Now personally, as much as the circle of fifths is fundamental, I find it incredibly boring because you take something and then move it to the circle of fifths, and it’s predictable. And then also eternal, it tends to sound very jazzy, the more you go on. And if you want to sound jazzy, no problem, but I think a circle of fifths is just one of the many possible exercises, okay, so it’s more interesting if you do something different.

And I’m going to show you a way to take something through different keys and make it sound musical. Okay, so for the sake of argument, I’m going to take a very, very simple chord progression, I’m going to play something like that the I mean D minor, I’m going to play a D minor.

And I’m going to play the same D minor, but in first inversion, so with a base of a third. And I’m going to play a G playing a G six, five, so the notes are G, D, and E. Because I like the sound of the six five chord in fourth position, the key and I’m gonna play on a major.

It’s a 145. Essentially, guys, okay, so it’s one, one first version, four and five and back. Simple thing, okay, simple. And I can arrange these in several different ways. So if you want to follow me along, I’m gonna put these on a tablature. And so you can see what I’m playing Okay, six lines. Okay. Right now is these five, six, then 876 575.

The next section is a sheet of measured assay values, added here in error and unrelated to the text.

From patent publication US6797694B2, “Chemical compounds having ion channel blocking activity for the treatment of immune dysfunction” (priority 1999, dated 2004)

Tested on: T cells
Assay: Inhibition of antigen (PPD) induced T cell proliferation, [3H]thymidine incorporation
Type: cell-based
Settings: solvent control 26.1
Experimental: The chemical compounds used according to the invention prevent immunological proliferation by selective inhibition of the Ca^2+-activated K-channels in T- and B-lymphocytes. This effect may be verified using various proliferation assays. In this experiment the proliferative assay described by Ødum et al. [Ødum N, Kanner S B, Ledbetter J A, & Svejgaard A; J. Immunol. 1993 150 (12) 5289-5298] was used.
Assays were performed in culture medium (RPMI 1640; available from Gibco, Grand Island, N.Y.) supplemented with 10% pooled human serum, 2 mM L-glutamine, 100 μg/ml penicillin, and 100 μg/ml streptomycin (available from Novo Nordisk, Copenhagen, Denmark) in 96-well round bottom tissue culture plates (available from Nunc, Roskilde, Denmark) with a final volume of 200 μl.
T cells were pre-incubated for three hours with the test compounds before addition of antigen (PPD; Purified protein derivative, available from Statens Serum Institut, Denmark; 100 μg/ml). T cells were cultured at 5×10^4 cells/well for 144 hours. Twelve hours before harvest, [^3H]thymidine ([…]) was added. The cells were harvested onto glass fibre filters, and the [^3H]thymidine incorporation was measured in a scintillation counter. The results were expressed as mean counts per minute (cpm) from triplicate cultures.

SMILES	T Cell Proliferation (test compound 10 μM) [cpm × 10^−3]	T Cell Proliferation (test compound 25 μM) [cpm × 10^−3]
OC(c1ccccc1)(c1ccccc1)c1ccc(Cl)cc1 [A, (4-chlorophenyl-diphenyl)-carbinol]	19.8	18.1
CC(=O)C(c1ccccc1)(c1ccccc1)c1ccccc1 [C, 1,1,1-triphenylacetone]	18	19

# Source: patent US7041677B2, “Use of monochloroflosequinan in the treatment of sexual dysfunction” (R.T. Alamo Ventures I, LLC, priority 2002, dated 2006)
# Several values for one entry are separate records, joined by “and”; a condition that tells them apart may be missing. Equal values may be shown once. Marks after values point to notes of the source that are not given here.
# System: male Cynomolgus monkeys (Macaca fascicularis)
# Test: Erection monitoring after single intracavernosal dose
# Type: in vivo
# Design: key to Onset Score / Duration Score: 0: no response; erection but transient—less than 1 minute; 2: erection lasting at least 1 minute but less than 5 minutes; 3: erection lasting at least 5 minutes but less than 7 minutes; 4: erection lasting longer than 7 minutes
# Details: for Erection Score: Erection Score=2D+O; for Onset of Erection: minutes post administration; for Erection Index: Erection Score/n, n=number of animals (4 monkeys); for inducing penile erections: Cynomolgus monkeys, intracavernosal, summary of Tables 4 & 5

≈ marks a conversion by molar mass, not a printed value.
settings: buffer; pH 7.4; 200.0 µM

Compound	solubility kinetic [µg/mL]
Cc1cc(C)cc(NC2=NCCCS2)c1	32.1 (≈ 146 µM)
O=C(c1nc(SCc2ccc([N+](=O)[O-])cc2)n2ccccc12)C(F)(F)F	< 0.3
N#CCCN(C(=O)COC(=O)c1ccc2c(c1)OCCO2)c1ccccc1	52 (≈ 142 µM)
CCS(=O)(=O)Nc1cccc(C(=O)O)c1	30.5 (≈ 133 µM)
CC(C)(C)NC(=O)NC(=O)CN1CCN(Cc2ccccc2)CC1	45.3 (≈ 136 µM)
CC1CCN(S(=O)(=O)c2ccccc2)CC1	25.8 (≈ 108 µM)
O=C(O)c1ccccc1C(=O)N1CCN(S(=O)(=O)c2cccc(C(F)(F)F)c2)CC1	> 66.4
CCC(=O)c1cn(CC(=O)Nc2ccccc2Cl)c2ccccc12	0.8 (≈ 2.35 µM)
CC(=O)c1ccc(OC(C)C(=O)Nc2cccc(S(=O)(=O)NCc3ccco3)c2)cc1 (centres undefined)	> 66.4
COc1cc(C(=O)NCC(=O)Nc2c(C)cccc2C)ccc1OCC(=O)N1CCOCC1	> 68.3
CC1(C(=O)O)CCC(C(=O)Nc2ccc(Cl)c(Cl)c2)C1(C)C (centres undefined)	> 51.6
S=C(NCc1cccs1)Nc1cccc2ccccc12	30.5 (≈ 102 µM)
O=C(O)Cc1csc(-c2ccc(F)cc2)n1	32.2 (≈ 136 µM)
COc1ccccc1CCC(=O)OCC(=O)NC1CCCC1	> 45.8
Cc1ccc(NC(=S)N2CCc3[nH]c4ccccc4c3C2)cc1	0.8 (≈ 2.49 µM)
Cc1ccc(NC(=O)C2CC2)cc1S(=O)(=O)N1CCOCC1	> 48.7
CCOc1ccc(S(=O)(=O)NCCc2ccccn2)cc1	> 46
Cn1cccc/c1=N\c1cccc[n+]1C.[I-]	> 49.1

And then 765. Simple as that. Okay, I can turn these around, keep the same bass button, invert the top two voices, I can play these that’s the same chord progression in which I invert the top two voices, you can follow me and it’s going to be easy. So in this one, I’m playing 10 and 10. Then I’m going to play Yep, eight. Fun.

And then I’m gonna play fan nine fan and finally. Nothing. Okay, so hi playing essentially one for five in the minor. So simple. If I had to move this to the circle of fifths, I will, I will do play these in the minor. Don’t play these. The next the fifth. down or up depending what server you find. Let’s go down. So played in G minor. And played in C minor.

Then play need F minor, okay. And songs. Okay, they have to move it around. But it’s predictable. It’s boring. And honestly, it’s not really that musical. So here’s what I’m gonna do instead. I’m gonna have my assistant Matt’s gonna have the first let me assure you that they’re not gonna match give me my assistant Matt here is gonna help us today.